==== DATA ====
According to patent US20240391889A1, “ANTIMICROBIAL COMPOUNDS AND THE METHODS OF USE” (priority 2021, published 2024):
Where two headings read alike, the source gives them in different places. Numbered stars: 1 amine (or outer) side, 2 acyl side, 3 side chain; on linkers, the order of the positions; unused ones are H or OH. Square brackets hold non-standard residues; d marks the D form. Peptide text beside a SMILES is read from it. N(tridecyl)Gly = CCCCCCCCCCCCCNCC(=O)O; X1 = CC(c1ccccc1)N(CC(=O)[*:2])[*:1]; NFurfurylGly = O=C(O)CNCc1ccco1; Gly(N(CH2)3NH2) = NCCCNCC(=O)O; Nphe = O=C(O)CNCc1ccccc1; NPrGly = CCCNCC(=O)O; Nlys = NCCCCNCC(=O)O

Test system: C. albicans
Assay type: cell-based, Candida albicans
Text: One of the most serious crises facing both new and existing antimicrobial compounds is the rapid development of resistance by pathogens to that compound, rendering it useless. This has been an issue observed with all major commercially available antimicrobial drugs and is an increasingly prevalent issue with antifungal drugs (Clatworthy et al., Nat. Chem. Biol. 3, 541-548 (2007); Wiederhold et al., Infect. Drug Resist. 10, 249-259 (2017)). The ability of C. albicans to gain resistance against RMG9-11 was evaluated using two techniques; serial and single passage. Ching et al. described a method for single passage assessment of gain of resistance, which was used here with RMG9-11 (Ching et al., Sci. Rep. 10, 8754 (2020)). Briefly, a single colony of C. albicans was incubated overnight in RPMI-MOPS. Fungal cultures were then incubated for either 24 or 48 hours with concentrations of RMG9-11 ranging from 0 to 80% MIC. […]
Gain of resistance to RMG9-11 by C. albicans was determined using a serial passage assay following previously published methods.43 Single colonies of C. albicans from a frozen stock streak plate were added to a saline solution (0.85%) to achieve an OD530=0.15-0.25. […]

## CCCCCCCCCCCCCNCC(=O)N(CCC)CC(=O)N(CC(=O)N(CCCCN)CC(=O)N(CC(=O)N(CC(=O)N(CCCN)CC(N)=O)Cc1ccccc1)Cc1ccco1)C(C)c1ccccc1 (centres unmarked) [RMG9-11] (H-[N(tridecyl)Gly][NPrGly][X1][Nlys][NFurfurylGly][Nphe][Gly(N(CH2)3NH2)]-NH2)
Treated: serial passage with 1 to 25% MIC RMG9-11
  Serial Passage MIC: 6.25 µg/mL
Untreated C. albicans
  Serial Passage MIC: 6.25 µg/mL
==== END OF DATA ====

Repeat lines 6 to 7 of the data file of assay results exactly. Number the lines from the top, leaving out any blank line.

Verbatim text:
Gain of resistance to RMG9-11 by C. albicans was determined using a serial passage assay following previously published methods.43 Single colonies of C. albicans from a frozen stock streak plate were added to a saline solution (0.85%) to achieve an OD530=0.15-0.25. […]

## CCCCCCCCCCCCCNCC(=O)N(CCC)CC(=O)N(CC(=O)N(CCCCN)CC(=O)N(CC(=O)N(CC(=O)N(CCCN)CC(N)=O)Cc1ccccc1)Cc1ccco1)C(C)c1ccccc1 (centres unmarked) [RMG9-11] (H-[N(tridecyl)Gly][NPrGly][X1][Nlys][NFurfurylGly][Nphe][Gly(N(CH2)3NH2)]-NH2)